The noisy miner is one of many bird species flourishing in urban environments.  Photo: Emma Walsh

The noisy miner is one of many bird species flourishing in urban environments. Photo: Emma Walsh

Many of the animals we now see reappearing in our cities and suburbs differ greatly from their bush and rural counterparts. For example, many urban populations – including birds, lizards and mammals – are significantly bolder than non-urban animals. Bolder animals may be better able to cope with human activity, less likely to retreat from threats, and quicker to exploit new food sources. Furthermore, urban animals also get less stressed. That is, they release less stress hormones than non-urban animals, which would be beneficial for living in a highly stimulating and chaotic environment. Remarkably, some animals have even begun to learn the rhythms of our cities, such as watching for traffic and crossing roads when traffic lights are red.

We have only recently become aware that many animals exhibit consistent “personalities”, or more accurately, behavioural types. Certain behavioural types correlate within an individual (e.g. aggressiveness and boldness) to form what is called a ‘behavioural syndrome’. Behavioural syndromes are considered to be largely inflexible across contexts and are likely to be heritable. Therefore, individuals inhabiting urban environments may have a set of inherent behaviours that have allowed them to more readily adjust. This means that other individuals in a population may not be able to demonstrate appropriate behaviours in urban environments. Consequently, urban animal populations may have a lower diversity of behavioural types compared to non-urban populations, and a lack of diversity is rarely (if ever!) a good thing.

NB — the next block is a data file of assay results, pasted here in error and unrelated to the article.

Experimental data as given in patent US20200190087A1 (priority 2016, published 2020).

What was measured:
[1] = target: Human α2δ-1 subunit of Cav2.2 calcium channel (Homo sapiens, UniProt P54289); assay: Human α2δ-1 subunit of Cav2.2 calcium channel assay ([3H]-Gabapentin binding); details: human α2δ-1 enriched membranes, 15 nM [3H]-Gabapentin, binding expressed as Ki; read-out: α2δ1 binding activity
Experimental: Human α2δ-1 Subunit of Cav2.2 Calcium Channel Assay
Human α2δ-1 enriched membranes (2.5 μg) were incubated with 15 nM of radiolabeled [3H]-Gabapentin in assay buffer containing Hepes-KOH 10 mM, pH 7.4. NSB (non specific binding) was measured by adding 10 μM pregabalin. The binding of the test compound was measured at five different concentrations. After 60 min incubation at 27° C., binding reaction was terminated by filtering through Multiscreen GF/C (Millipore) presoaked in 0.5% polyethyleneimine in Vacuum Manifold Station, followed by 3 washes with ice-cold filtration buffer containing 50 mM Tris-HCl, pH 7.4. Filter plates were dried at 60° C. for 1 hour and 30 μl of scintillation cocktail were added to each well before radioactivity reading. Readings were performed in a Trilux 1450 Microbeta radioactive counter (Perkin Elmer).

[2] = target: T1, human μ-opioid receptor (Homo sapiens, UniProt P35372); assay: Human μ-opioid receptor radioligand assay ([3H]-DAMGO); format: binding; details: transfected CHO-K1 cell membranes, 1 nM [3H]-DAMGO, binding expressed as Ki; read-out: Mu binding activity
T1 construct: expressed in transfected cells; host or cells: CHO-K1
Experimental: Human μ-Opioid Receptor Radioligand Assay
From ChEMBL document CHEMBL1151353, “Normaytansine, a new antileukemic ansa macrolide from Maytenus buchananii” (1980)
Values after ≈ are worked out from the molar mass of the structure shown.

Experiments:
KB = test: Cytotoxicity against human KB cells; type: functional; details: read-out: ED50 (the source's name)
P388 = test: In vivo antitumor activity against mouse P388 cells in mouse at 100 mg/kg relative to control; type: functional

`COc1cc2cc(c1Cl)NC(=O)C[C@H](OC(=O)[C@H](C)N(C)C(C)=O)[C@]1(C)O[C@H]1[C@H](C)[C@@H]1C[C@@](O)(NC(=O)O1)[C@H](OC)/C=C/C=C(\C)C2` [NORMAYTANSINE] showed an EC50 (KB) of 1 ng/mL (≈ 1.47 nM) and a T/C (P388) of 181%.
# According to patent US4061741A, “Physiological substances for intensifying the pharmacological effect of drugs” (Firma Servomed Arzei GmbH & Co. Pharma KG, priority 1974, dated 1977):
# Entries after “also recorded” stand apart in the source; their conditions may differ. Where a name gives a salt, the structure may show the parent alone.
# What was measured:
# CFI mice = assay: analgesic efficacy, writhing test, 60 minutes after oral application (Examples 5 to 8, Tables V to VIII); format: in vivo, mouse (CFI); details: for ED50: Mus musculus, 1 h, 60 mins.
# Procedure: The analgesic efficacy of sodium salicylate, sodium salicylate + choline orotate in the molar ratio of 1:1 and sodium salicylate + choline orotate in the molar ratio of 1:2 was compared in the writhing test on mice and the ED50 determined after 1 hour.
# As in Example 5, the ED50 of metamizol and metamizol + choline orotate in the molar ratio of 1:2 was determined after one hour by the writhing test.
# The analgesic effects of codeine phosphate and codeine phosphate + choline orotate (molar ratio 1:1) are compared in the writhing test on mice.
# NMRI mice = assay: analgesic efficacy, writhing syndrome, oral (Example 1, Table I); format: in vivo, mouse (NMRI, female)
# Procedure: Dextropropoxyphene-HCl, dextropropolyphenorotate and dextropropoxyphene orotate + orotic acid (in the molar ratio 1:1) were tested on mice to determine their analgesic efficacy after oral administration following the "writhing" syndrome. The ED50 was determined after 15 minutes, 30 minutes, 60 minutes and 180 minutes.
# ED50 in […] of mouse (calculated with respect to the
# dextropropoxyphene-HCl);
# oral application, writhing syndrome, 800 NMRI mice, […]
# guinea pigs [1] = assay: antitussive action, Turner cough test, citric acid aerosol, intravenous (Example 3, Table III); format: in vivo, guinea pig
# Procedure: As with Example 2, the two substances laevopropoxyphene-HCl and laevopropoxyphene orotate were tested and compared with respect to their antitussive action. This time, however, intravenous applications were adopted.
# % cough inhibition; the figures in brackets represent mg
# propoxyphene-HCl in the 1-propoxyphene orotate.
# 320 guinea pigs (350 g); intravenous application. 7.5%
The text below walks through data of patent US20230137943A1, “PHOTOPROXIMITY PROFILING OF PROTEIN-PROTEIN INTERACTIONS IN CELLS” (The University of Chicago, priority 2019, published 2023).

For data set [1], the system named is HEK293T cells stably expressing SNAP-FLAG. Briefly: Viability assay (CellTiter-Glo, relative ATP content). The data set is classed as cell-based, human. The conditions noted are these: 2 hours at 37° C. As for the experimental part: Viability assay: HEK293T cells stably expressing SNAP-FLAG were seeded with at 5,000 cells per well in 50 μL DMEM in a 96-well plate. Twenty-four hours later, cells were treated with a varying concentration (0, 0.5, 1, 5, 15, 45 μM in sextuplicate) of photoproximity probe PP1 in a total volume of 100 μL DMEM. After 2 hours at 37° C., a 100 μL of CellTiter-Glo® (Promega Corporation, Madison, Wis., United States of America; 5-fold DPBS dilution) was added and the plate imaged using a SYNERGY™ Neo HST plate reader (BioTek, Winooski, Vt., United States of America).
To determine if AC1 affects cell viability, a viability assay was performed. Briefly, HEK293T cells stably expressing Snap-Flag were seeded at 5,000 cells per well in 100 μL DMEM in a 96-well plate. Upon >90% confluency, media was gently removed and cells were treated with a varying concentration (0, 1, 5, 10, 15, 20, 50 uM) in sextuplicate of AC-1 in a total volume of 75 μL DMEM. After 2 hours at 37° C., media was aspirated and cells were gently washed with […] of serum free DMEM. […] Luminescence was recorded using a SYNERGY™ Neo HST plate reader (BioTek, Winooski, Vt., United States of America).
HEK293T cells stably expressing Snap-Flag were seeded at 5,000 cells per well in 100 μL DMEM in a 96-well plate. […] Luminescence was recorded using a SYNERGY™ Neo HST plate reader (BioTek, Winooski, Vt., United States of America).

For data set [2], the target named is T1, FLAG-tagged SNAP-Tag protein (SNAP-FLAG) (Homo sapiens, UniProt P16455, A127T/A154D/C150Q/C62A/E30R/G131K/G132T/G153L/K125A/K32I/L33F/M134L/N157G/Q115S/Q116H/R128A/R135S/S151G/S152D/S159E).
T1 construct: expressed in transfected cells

The common brushtail possum is a familiar sight for many in suburban Melbourne.  Photo: Dr Carlo Kopp

The common brushtail possum is a familiar sight for many in suburban Melbourne. Photo: Dr Carlo Kopp

Artificial light has well known effects on animal behaviour (refer to a recent Wild Melbourne post by Anne Aulsebrook) and so does anthropogenic noise. Many frog species around Melbourne are being drowned out by traffic noise, impacting the chances of males attracting mates. One species, the southern brown tree frog, is offsetting this by raising the pitch of its calls in noisy environments, so that males can be heard from further away. Noise pollution is also forcing urban birds to adjust their vocal communications or risk going unheard. Urban silvereyes are much louder than their rural counterparts, while urban noisy miners can even adjust the volume of their calls depending on whether they are near busy or quiet roads. 

Chemical pollutants that are getting into the environment are also having a dramatic effect on the behaviour of wildlife. For example, hormones used in agriculture in Australia, which leach into our waterways, can alter the mating behaviour and morphology of freshwater fish. Furthermore, chemicals used in the human female contraceptive pill are the likely cause of feminization in fish, which has a significant impact on their ability to breed.

Growling grass frogs are one species that may be suffering due to traffic noise.  Photo: Peter Robertson

Growling grass frogs are one species that may be suffering due to traffic noise. Photo: Peter Robertson